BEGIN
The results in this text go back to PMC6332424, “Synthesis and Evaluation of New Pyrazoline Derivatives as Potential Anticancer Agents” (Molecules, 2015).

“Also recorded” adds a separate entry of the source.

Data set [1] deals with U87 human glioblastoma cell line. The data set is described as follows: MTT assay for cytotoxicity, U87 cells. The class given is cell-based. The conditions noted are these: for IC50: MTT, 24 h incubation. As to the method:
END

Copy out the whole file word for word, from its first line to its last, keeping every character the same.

The results in this text go back to PMC6332424, “Synthesis and Evaluation of New Pyrazoline Derivatives as Potential Anticancer Agents” (Molecules, 2015).

“Also recorded” adds a separate entry of the source.

Data set [1] deals with U87 human glioblastoma cell line. The data set is described as follows: MTT assay for cytotoxicity, U87 cells. The class given is cell-based. The conditions noted are these: for IC50: MTT, 24 h incubation. As to the method: